If the early bird gets the worm, the early producer gets the high-quality hay. This time of year, hay is being stored for winter feed, and a timely cut is key to optimizing cattle nutrition and performance.
Quality over quantity
Although it is assuring to have a barn full of bales, what’s more important is that stored bales are of high quality. Katie VanValin, an extension beef specialist at the University of Kentucky, reminds farmers that cattle have nutrient requirements, not bale requirements.
“At the end of the day, it won’t be a certain number of bales that maintain a cow herd,” VanValin says. “Instead, supplying enough pounds of total digestible nutrients (TDN) and crude protein will meet the cows’ nutritional requirements.”
Stage of maturity at harvest is the most significant factor in determining the level of energy and protein hay has to offer. VanValin explains in a recent issue of Off the Hoof that leaf to stem ratios decline as plants mature, which means there are lower protein concentrations and larger amounts of indigestible fiber in the forage.
The best way to ensure optimal levels of energy and protein is to cut hay early. This is easier said than done, though, as cool-season forages grow rapidly in the spring and offer a short window of opportunity to harvest.
Wet weather also expedites plant growth and added moisture makes finding a time to cut hay challenging. However, thinking ahead and working diligently around these setbacks will improve producers’ chances of success.
“It can be easy to miss the optimal stage of maturity to capitalize on forage quality,” VanValin says. “Luckily, it takes the same amount of time to cut, rake, and bale good quality hay as it does poor quality hay.”
Slow down on supplements
Hay is the base of most cattle rations, and the goal is to meet as many of the cow’s nutritional requirements as possible with the forage. This reduces the need for supplements, which also reduces costs. The table below provides an example of the cost of supplementation based on hay quality with an 80:20 soyhull and dried distillers grains with solubles (DDGS) blend at $210 per ton.
VanValin says while farmers can test hay to make sure their herd’s nutrient requirements are being met, the best way to guarantee this is getting in the field sooner rather than later.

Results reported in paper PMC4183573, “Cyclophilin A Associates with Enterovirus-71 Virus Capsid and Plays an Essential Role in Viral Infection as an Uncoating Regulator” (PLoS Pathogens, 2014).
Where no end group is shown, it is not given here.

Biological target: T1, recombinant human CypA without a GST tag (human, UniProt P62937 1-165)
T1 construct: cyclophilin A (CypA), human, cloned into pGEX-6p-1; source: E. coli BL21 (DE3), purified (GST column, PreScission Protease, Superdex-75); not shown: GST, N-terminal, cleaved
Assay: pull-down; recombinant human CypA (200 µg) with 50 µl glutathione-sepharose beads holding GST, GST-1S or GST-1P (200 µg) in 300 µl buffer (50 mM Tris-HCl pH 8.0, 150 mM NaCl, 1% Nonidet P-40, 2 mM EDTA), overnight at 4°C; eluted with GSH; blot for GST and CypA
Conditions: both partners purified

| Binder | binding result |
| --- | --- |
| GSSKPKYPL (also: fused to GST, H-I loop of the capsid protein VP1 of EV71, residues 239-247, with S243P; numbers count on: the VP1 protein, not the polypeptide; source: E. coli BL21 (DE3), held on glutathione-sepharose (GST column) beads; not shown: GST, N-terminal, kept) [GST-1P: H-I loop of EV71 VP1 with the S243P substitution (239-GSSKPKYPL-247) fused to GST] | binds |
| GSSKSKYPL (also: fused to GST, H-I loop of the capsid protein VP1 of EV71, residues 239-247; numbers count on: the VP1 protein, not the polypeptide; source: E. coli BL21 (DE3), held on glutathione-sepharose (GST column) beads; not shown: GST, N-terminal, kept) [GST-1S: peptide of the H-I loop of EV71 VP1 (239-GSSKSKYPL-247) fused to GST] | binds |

Cutting hay early also leads to better livestock performance. In a recent Kentucky Forage News article, Jimmy Henning shares results of a study comparing three fescue hays cut May 3, May 14, and May 25 and fed to Holstein heifers.
Henning, an extension forage specialist with the University of Kentucky, says the earliest cut hay had the greatest levels of digestibility and crude protein. Intake of the earliest cut hay was also greater – heifers ate 13 pounds per day compared to 11.7 pounds and 8.6 pounds for the later cuts.
Higher intake translates to greater gain per day. Henning reports heifers gaining up to 1.39 pounds when fed the early-cut hay. Not only were these cattle gaining more, but they were doing it in a fraction of the time.
“If you calculate how long it would take to equal gains on hay, you arrive at 95, 140 and 298 days, respectively,” Henning says. “Hay cut on May 25 could produce the same gain as hay cut on May 3, but it would take twice as much hay and three times as long.”
In addition to the nutritional and financial benefits of getting a head start on hay, farmers will have a more flexible cutting schedule for the rest of the season. Henning says wider harvest opportunities will come with more favorable weather in June and July.
Amber Friedrichsen is serving as the 2021 Hay & Forage Grower editorial intern. She currently attends Iowa State University where she is majoring in agriculture and life sciences education-communications with a minor in agronomy. Friedrichsen grew up on her family’s diversified crop and livestock farm near Clinton, Iowa.